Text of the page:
https://cara.ecosystem-management.org/Public/ReadingRoom?List-size=25&project=48210&List-page=1

Edited by Dakota Slim

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So then you think people should just be able to drive their vehicles anywhere they please?

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4 minutes ago, LukeJ said:

So then you think people should just be able to drive their vehicles anywhere they please?

Hi Luke. There are existing laws that govern where people can drive. I suggest people follow the law. 

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11 minutes ago, Dakota Slim said:

Hi Luke. There are existing laws that govern where people can drive. I suggest people follow the law. 

But people don't follow the law, that's how we end up with miles and miles of unauthorized roads.

Do we need more cops out there?   boorb

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They're not closing the forest.

They are reducing access in certain areas so there will continue to be a forest.

"Letting Nature take it's course" sounds great.  Except,  it's the humans that are messing it all up.  Are we nature?  Or above it?  

Either way, we have a responsibility to protect it.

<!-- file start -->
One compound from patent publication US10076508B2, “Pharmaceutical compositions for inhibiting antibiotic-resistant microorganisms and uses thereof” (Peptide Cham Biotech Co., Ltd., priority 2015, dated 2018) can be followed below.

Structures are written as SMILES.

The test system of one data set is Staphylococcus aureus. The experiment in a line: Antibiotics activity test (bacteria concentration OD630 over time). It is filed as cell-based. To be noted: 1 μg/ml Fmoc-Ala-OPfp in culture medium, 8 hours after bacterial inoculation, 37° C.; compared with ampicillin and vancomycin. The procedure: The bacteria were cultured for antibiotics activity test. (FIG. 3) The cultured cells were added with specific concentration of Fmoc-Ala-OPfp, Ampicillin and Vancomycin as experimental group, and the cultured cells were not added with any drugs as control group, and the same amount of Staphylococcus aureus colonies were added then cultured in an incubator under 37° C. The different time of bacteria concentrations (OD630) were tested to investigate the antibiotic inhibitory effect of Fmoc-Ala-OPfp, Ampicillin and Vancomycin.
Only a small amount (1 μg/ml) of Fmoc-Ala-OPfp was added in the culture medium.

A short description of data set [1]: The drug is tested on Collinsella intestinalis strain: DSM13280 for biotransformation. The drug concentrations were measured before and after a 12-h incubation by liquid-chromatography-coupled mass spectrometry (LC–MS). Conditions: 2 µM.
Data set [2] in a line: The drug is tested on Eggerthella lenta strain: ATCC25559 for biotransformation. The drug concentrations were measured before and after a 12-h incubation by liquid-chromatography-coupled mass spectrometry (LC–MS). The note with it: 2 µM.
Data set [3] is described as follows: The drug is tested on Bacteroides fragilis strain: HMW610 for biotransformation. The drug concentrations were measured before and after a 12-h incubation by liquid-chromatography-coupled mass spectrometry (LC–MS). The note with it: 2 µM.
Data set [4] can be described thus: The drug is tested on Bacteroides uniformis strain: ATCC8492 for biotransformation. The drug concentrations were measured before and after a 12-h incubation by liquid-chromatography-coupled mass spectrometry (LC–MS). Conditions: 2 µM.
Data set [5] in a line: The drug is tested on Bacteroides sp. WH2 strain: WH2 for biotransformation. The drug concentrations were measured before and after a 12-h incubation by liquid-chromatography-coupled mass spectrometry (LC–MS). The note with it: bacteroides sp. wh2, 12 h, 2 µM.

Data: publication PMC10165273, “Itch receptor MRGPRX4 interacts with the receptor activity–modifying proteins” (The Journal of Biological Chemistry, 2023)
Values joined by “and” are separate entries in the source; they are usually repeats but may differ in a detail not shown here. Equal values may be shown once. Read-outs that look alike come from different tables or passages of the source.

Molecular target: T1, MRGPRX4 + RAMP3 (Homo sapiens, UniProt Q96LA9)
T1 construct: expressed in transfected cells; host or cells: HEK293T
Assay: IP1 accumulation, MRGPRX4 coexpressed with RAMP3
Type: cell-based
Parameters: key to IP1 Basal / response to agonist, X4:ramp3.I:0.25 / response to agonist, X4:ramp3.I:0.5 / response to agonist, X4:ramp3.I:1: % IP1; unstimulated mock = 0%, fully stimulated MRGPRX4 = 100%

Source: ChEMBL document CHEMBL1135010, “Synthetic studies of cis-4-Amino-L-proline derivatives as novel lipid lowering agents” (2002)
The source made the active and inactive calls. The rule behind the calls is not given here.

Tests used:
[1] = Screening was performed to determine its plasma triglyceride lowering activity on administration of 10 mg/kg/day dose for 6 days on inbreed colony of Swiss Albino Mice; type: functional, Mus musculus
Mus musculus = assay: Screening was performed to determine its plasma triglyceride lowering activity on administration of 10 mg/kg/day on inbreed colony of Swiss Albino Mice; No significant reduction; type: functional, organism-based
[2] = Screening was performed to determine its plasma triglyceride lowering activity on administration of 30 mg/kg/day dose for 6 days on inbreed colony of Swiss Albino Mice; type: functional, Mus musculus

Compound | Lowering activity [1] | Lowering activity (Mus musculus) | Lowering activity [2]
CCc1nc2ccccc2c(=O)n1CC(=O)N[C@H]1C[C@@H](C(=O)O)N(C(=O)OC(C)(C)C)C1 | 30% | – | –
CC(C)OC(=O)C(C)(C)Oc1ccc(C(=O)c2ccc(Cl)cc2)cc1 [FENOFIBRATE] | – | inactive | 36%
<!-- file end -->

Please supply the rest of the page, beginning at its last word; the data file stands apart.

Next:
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7 minutes ago, LukeJ said:

Except,  it's the humans that are messing it all up. 

Exactly, and this is what they want to do:
 

Improve approximately 150 miles of existing non-system roads and construct approximately 350 miles of temporary roads for haul access; decommission when treatments are completed. 
 
Relocate and reconstruct existing open roads adversely affecting water quality and natural resources, or of concern to human safety.
 

Mechanically thin trees and/or implement prescribed fire on approximately 952,330 acres. o

 
Mechanically thin trees and implement prescribed fire on approximately 1,260 acres in the Long Valley Experimental Forest (in coordination with the Rocky Mountain Research Station).
 
Implement prescribed fire alone on approximately 45,290 acres.